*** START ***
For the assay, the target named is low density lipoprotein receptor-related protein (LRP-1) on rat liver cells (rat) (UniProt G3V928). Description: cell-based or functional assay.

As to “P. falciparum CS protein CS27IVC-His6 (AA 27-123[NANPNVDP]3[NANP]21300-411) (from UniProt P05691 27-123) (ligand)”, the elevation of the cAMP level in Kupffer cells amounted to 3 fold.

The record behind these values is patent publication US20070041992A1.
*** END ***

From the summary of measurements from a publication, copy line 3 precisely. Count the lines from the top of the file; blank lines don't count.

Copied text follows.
The record behind these values is patent publication US20070041992A1.